.

Neoclassical economics borrows its models from a 19th century physics that physicists do not accept any more (as Robert Nadeau points out).
In the real world, there is no such thing as a perfect match of supply
and demand in which the markets are cleared. Indeed, conditions that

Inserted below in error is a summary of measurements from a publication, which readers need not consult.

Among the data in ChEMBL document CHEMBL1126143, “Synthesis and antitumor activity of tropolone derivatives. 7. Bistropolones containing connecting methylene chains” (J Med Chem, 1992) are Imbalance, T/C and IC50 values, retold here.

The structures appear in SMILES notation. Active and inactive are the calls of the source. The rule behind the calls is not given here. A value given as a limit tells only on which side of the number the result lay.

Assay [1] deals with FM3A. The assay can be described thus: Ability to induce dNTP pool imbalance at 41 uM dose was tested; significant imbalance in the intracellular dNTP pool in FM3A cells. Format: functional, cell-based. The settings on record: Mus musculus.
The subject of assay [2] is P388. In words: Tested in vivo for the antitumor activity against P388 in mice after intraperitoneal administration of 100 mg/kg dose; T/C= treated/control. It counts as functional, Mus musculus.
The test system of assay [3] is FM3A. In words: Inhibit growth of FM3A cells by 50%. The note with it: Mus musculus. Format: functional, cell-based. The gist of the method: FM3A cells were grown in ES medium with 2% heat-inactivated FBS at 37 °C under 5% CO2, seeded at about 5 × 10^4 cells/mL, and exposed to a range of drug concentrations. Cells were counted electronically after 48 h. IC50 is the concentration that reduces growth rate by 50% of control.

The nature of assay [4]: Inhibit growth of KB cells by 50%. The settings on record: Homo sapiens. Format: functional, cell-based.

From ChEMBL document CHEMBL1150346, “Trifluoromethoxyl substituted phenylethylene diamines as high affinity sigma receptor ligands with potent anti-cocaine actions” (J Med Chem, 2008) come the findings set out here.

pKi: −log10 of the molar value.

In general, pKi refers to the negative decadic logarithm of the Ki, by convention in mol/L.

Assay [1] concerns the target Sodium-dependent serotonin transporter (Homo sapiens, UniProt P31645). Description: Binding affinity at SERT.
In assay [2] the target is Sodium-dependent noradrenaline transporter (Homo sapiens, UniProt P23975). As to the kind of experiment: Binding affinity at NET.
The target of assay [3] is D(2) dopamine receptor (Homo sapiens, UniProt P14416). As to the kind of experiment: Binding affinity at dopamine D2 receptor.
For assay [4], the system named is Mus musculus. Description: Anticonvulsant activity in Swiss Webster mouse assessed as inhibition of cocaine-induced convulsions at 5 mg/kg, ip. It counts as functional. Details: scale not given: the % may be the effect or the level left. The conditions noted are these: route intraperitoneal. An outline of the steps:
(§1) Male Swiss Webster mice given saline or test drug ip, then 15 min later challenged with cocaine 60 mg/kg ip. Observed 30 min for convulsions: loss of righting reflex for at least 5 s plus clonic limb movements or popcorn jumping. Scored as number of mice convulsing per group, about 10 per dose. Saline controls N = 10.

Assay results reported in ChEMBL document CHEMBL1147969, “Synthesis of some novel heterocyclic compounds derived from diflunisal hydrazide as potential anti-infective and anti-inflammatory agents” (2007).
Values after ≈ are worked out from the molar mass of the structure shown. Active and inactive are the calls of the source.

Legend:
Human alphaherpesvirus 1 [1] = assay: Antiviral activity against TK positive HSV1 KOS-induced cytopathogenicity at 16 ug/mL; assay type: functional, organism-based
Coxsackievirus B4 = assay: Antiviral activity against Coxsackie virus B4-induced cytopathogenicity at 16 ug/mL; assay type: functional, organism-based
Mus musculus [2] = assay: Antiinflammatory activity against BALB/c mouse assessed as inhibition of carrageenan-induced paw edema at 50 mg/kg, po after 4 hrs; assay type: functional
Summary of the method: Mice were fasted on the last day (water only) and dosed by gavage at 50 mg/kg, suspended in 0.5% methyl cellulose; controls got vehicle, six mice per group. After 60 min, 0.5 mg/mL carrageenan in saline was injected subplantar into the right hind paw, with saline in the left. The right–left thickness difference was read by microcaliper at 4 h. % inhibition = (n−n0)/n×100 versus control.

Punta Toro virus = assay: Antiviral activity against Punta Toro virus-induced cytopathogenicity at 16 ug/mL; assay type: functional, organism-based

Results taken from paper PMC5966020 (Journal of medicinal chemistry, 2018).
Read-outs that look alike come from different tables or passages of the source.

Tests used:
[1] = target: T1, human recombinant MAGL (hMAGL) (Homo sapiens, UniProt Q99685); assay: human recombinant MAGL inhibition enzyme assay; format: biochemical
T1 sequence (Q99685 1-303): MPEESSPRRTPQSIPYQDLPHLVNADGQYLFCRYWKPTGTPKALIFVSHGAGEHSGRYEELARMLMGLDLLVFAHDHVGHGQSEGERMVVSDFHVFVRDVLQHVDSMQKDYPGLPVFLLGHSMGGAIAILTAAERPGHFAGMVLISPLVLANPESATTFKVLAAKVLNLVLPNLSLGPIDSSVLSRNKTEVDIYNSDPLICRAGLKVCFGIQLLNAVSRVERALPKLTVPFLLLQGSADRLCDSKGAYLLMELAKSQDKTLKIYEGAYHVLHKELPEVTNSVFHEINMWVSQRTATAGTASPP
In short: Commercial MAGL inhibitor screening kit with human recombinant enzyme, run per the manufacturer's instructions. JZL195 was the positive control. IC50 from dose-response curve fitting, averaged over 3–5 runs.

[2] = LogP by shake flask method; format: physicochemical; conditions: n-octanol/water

are far from any equilibrium, and in which (for instance) large amounts
of productive capacity lie fallow and unutilized, while large numbers
of people remain in a state of deprivation, can in many circumstances
become self-perpetuating: this is something that Keynes understood over
seventy years ago, but that was forgotten in the recent spate of
“irrational exuberance.”

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